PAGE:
Fractional Flow Reserve-Guided PCI versus Medical Therapy in Stable Coronary Disease

De Bruyne, Bernard; Pijls, Nico H.J.; Kalesan, Bindu; Barbato, Emanuele; Tonino, Pim A.L.; Piroth, Zsolt; Jagic, Nikola; Mobius-Winckler, Sven; Rioufol, Gilles; Witt, Nils; Kala, Petr; MacCarthy, Philip; Engstr�m, Thomas; Oldroyd, Keith G.; Mavromatis, Kreton; Manoharan, Ganesh; Verlee, Peter; Frobert, Ole; Curzen, Nick; Johnson, Jane B.
September 2012
New England Journal of Medicine;9/13/2012, Vol. 367 Issue 11, p991
Academic Journal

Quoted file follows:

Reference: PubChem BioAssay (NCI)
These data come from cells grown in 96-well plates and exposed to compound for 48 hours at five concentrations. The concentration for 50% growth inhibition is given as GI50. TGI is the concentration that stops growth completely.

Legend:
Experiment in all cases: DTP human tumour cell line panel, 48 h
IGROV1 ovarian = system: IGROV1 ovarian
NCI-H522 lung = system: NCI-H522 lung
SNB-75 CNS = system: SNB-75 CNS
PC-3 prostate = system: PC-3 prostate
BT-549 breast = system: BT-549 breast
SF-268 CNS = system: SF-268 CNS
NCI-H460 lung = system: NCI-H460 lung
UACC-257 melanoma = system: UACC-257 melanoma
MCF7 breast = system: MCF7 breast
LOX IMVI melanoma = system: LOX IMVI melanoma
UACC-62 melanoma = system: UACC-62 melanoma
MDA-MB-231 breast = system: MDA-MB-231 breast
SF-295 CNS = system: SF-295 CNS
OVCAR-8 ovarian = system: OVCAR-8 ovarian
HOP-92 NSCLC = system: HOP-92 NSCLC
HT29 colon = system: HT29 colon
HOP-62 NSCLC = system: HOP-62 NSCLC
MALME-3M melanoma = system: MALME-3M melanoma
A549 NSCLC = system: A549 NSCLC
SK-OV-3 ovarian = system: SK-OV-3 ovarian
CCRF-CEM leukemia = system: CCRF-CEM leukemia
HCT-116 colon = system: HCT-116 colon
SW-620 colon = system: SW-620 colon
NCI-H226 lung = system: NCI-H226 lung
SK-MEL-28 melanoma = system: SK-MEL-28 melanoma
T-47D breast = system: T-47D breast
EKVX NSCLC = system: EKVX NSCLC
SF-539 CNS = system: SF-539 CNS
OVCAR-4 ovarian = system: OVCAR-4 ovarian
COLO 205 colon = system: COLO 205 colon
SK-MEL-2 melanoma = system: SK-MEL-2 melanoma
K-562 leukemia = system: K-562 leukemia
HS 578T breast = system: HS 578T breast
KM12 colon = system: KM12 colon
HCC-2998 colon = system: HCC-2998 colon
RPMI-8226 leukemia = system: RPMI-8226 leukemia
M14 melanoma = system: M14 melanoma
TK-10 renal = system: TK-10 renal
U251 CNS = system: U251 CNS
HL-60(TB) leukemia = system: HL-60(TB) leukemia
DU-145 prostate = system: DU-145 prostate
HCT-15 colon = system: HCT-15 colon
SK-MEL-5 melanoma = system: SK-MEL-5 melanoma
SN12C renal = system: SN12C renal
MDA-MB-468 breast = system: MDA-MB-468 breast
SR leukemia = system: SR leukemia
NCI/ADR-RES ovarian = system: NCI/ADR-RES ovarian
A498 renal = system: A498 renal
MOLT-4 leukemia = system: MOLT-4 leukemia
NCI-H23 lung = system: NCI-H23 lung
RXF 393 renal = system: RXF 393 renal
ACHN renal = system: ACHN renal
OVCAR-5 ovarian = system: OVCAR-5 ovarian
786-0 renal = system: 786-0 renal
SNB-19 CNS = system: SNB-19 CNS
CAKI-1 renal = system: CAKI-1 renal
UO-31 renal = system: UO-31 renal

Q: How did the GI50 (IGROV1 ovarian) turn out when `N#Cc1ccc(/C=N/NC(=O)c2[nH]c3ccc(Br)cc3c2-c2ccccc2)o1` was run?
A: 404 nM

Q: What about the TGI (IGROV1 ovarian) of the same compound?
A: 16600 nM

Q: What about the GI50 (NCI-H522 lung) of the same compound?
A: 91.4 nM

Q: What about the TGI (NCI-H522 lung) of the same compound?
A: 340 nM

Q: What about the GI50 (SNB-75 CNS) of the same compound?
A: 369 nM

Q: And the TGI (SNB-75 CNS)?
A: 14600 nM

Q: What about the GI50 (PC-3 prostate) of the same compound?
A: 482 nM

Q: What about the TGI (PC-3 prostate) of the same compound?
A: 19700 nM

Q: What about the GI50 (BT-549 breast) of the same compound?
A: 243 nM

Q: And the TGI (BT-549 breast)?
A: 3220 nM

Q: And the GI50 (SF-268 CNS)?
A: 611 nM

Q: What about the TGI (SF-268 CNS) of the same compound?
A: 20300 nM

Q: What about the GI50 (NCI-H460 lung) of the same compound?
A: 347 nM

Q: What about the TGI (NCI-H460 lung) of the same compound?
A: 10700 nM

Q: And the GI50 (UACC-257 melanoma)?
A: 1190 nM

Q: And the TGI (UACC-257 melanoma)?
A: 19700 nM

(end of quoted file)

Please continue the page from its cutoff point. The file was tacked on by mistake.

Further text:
Background: The preferred initial treatment for patients with stable coronary artery disease is the best available medical therapy. We hypothesized that in patients with functionally significant stenoses, as determined by measurement of fractional flow reserve (FFR), percutaneous coronary intervention (PCI) plus the best available medical therapy would be superior to the best available medical therapy alone. Methods: In patients with stable coronary artery disease for whom PCI was being considered, we assessed all stenoses by measuring FFR. Patients in whom at least one stenosis was functionally significant (FFR, =0.80) were randomly assigned to FFR-guided PCI plus the best available medical therapy (PCI group) or the best available medical therapy alone (medical-therapy group). Patients in whom all stenoses had an FFR of more than 0.80 were entered into a registry and received the best available medical therapy. The primary end point was a composite of death, myocardial infarction, or urgent revascularization. Results: Recruitment was halted prematurely after enrollment of 1220 patients (888 who underwent randomization and 332 enrolled in the registry) because of a significant between-group difference in the percentage of patients who had a primary end-point event: 4.3% in the PCI group and 12.7% in the medical-therapy group (hazard ratio with PCI, 0.32; 95% confidence interval [CI], 0.19 to 0.53; P<0.001). The difference was driven by a lower rate of urgent revascularization in the PCI group than in the medical-therapy group (1.6% vs. 11.1%; hazard ratio, 0.13; 95% CI, 0.06 to 0.30; P<0.001); in particular, in the PCI group, fewer urgent revascularizations were triggered by a myocardial infarction or evidence of ischemia on electrocardiography (hazard ratio, 0.13; 95% CI, 0.04 to 0.43; P<0.001). Among patients in the registry, 3.0% had a primary end-point event. Conclusions: In patients with stable coronary artery disease and functionally significant stenoses, FFR-guided PCI plus the best available medical therapy, as compared with the best available medical therapy alone, decreased the need for urgent revascularization. In patients without ischemia, the outcome appeared to be favorable with the best available medical therapy alone. (Funded by St. Jude Medical; ClinicalTrials.gov number, NCT01132495.)


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